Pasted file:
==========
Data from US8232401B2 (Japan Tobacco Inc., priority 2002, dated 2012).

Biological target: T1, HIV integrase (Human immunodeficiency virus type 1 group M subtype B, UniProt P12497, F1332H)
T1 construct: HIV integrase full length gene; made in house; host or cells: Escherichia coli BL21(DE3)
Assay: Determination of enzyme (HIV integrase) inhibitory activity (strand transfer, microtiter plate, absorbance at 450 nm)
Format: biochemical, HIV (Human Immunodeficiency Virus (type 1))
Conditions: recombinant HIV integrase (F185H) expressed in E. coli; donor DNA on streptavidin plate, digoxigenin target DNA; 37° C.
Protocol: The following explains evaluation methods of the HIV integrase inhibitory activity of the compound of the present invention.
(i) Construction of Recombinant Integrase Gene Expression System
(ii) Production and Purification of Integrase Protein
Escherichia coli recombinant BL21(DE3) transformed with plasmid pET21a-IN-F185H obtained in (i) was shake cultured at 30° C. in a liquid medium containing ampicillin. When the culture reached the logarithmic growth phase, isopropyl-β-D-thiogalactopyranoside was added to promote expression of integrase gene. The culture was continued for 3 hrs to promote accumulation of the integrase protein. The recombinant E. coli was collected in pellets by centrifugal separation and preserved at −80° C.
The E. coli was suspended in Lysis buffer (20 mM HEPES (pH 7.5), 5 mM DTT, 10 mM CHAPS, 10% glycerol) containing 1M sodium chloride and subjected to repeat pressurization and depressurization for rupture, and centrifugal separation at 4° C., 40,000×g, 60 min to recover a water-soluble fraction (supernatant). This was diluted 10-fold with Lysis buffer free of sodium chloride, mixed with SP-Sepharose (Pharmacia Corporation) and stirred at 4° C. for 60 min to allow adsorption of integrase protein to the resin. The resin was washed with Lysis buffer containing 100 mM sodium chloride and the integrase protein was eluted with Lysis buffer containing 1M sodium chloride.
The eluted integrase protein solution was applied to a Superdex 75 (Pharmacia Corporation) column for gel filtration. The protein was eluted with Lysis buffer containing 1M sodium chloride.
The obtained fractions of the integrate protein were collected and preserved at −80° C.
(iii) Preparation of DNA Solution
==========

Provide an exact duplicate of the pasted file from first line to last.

Data from US8232401B2 (Japan Tobacco Inc., priority 2002, dated 2012).

Biological target: T1, HIV integrase (Human immunodeficiency virus type 1 group M subtype B, UniProt P12497, F1332H)
T1 construct: HIV integrase full length gene; made in house; host or cells: Escherichia coli BL21(DE3)
Assay: Determination of enzyme (HIV integrase) inhibitory activity (strand transfer, microtiter plate, absorbance at 450 nm)
Format: biochemical, HIV (Human Immunodeficiency Virus (type 1))
Conditions: recombinant HIV integrase (F185H) expressed in E. coli; donor DNA on streptavidin plate, digoxigenin target DNA; 37° C.
Protocol: The following explains evaluation methods of the HIV integrase inhibitory activity of the compound of the present invention.
(i) Construction of Recombinant Integrase Gene Expression System
(ii) Production and Purification of Integrase Protein
Escherichia coli recombinant BL21(DE3) transformed with plasmid pET21a-IN-F185H obtained in (i) was shake cultured at 30° C. in a liquid medium containing ampicillin. When the culture reached the logarithmic growth phase, isopropyl-β-D-thiogalactopyranoside was added to promote expression of integrase gene. The culture was continued for 3 hrs to promote accumulation of the integrase protein. The recombinant E. coli was collected in pellets by centrifugal separation and preserved at −80° C.
The E. coli was suspended in Lysis buffer (20 mM HEPES (pH 7.5), 5 mM DTT, 10 mM CHAPS, 10% glycerol) containing 1M sodium chloride and subjected to repeat pressurization and depressurization for rupture, and centrifugal separation at 4° C., 40,000×g, 60 min to recover a water-soluble fraction (supernatant). This was diluted 10-fold with Lysis buffer free of sodium chloride, mixed with SP-Sepharose (Pharmacia Corporation) and stirred at 4° C. for 60 min to allow adsorption of integrase protein to the resin. The resin was washed with Lysis buffer containing 100 mM sodium chloride and the integrase protein was eluted with Lysis buffer containing 1M sodium chloride.
The eluted integrase protein solution was applied to a Superdex 75 (Pharmacia Corporation) column for gel filtration. The protein was eluted with Lysis buffer containing 1M sodium chloride.
The obtained fractions of the integrate protein were collected and preserved at −80° C.
(iii) Preparation of DNA Solution